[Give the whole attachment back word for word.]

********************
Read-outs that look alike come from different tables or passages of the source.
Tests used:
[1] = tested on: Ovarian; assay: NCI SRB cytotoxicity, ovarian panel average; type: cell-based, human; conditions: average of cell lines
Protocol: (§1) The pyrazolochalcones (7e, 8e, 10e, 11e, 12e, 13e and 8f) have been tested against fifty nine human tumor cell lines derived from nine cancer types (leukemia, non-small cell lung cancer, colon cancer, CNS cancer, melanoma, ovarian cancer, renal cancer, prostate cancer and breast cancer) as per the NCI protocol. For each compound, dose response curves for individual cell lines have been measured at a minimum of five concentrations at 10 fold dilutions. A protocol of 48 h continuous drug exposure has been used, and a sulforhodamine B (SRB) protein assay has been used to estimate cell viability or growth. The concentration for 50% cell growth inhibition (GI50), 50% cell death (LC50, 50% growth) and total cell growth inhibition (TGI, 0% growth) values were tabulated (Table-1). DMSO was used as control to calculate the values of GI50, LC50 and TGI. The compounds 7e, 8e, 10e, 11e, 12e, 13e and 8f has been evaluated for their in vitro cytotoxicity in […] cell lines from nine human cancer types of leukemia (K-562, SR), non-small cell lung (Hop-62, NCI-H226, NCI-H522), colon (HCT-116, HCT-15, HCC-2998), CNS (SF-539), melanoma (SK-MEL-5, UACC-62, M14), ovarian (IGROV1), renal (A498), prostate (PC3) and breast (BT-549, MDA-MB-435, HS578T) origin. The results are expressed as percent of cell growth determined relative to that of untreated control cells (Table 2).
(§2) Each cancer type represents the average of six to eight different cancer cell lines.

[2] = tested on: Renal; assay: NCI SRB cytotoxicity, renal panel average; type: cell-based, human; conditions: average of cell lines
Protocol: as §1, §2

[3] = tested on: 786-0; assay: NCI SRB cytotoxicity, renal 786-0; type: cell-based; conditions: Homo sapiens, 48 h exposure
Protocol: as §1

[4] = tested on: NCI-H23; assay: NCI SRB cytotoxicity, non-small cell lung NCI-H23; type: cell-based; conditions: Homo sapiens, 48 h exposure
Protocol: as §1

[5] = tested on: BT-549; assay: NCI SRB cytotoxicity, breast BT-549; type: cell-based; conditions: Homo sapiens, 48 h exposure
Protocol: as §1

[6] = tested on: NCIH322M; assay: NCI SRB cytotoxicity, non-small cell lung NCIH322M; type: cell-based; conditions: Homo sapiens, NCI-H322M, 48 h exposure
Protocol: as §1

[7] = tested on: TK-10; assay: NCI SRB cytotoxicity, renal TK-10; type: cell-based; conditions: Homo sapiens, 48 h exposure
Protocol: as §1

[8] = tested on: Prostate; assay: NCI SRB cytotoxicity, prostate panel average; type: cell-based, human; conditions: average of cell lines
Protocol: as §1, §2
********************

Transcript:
Read-outs that look alike come from different tables or passages of the source.
Tests used:
[1] = tested on: Ovarian; assay: NCI SRB cytotoxicity, ovarian panel average; type: cell-based, human; conditions: average of cell lines
Protocol: (§1) The pyrazolochalcones (7e, 8e, 10e, 11e, 12e, 13e and 8f) have been tested against fifty nine human tumor cell lines derived from nine cancer types (leukemia, non-small cell lung cancer, colon cancer, CNS cancer, melanoma, ovarian cancer, renal cancer, prostate cancer and breast cancer) as per the NCI protocol. For each compound, dose response curves for individual cell lines have been measured at a minimum of five concentrations at 10 fold dilutions. A protocol of 48 h continuous drug exposure has been used, and a sulforhodamine B (SRB) protein assay has been used to estimate cell viability or growth. The concentration for 50% cell growth inhibition (GI50), 50% cell death (LC50, 50% growth) and total cell growth inhibition (TGI, 0% growth) values were tabulated (Table-1). DMSO was used as control to calculate the values of GI50, LC50 and TGI. The compounds 7e, 8e, 10e, 11e, 12e, 13e and 8f has been evaluated for their in vitro cytotoxicity in […] cell lines from nine human cancer types of leukemia (K-562, SR), non-small cell lung (Hop-62, NCI-H226, NCI-H522), colon (HCT-116, HCT-15, HCC-2998), CNS (SF-539), melanoma (SK-MEL-5, UACC-62, M14), ovarian (IGROV1), renal (A498), prostate (PC3) and breast (BT-549, MDA-MB-435, HS578T) origin. The results are expressed as percent of cell growth determined relative to that of untreated control cells (Table 2).
(§2) Each cancer type represents the average of six to eight different cancer cell lines.

[2] = tested on: Renal; assay: NCI SRB cytotoxicity, renal panel average; type: cell-based, human; conditions: average of cell lines
Protocol: as §1, §2

[3] = tested on: 786-0; assay: NCI SRB cytotoxicity, renal 786-0; type: cell-based; conditions: Homo sapiens, 48 h exposure
Protocol: as §1

[4] = tested on: NCI-H23; assay: NCI SRB cytotoxicity, non-small cell lung NCI-H23; type: cell-based; conditions: Homo sapiens, 48 h exposure
Protocol: as §1

[5] = tested on: BT-549; assay: NCI SRB cytotoxicity, breast BT-549; type: cell-based; conditions: Homo sapiens, 48 h exposure
Protocol: as §1

[6] = tested on: NCIH322M; assay: NCI SRB cytotoxicity, non-small cell lung NCIH322M; type: cell-based; conditions: Homo sapiens, NCI-H322M, 48 h exposure
Protocol: as §1

[7] = tested on: TK-10; assay: NCI SRB cytotoxicity, renal TK-10; type: cell-based; conditions: Homo sapiens, 48 h exposure
Protocol: as §1

[8] = tested on: Prostate; assay: NCI SRB cytotoxicity, prostate panel average; type: cell-based, human; conditions: average of cell lines
Protocol: as §1, §2